What I didn't realize when I embarked on this venture was that my team and I would encounter an enormous battle every single day to build it. Every piece of business infrastructure any other tech startup takes for granted, we can't use because the small print always says "no adult content." It's challenging getting funded. It took me four years to find a bank that would allow me to open a business account, and Paypal won't work with our content. We had to build our entire video streaming platform from scratch ourselves as a proprietary technology because existing streaming services will not stream adult content. OOur biggest obstacle raising funding is the social dynamic that I call “fear of what will other people think." It's not what investors will think, it's what they think others will think, and this operates around sex more than in any other area. It's the most paralyzing dynamic in business and in life. You will never own the future if you care what other people think. So I realized I was going to have to pave my own way, and would have to break down the business barriers in my own path if I want to make Make Love Not Porn into the billion-dollar venture I know it could be.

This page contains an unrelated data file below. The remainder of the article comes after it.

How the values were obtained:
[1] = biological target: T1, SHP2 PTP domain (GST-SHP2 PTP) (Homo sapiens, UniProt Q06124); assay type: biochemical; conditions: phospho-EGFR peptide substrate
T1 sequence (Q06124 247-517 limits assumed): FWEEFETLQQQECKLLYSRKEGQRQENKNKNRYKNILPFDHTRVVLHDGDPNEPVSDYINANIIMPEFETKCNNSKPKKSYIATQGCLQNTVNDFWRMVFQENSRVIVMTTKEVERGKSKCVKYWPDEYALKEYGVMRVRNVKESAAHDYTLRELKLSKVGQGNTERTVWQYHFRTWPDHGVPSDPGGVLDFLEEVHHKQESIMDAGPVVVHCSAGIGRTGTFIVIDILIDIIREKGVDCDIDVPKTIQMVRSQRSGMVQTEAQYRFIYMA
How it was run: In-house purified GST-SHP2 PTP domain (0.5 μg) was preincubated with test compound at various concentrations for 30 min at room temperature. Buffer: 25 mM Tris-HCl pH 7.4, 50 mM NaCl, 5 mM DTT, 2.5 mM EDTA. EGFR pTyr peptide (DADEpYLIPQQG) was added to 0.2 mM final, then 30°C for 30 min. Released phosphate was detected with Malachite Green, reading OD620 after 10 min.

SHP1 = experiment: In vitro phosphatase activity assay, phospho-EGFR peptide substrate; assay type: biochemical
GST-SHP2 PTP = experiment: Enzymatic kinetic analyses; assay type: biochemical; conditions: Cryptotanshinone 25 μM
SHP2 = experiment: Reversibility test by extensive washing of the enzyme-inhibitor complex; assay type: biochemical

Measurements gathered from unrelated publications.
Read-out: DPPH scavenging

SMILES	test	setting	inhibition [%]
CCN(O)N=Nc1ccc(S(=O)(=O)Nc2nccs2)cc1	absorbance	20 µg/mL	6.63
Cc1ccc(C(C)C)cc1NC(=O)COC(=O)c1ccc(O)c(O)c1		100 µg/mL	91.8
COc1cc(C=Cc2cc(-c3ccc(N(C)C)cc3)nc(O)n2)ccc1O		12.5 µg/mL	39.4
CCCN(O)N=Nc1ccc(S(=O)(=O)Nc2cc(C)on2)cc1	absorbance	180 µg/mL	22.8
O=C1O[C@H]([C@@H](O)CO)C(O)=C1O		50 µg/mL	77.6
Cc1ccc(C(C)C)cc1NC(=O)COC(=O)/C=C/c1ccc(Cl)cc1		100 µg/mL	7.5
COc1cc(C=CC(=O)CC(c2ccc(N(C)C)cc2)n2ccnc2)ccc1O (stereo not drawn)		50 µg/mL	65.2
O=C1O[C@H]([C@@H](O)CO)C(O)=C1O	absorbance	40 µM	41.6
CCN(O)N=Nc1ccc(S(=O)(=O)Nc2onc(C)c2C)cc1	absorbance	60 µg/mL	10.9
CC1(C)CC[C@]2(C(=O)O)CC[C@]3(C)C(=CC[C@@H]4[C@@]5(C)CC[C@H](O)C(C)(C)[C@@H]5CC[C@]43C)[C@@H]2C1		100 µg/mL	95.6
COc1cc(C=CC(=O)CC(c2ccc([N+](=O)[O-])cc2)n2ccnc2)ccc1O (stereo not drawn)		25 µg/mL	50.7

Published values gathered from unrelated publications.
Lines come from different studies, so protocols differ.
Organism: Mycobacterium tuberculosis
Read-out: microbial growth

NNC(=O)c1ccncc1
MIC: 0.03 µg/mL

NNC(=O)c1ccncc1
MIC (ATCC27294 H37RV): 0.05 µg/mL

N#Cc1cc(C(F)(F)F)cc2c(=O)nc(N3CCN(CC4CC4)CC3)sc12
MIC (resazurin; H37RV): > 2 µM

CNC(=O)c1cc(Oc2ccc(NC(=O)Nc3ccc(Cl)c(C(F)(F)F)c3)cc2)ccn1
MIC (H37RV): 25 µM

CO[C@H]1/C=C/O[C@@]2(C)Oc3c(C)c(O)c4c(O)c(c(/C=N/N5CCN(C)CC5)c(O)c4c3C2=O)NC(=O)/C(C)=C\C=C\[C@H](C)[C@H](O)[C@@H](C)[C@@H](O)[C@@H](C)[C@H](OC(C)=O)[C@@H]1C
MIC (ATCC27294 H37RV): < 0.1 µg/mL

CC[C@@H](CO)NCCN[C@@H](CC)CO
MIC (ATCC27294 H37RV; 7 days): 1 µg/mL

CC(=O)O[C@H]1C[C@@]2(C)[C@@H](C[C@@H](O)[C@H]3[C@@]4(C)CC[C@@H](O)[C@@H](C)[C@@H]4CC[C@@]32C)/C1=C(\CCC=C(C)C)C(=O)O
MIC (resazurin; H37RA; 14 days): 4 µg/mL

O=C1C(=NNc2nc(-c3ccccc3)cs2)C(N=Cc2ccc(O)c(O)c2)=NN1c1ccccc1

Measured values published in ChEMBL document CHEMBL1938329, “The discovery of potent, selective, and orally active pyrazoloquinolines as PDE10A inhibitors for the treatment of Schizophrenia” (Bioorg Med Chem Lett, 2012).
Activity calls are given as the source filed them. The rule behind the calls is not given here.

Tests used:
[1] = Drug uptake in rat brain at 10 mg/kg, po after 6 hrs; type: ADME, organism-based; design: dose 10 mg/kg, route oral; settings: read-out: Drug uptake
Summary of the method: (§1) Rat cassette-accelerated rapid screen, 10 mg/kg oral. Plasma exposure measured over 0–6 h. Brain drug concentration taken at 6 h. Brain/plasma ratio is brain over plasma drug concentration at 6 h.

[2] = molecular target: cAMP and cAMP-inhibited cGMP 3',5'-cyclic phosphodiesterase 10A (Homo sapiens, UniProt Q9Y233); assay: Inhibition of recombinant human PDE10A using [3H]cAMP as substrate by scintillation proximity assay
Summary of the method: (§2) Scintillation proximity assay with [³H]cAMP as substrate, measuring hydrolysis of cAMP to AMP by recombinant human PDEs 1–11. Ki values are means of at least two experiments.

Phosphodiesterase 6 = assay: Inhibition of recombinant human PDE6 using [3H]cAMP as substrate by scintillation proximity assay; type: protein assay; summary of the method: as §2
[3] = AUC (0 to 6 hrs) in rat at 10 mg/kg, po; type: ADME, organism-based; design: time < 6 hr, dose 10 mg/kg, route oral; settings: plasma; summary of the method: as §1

On creating the world's first sex tech fund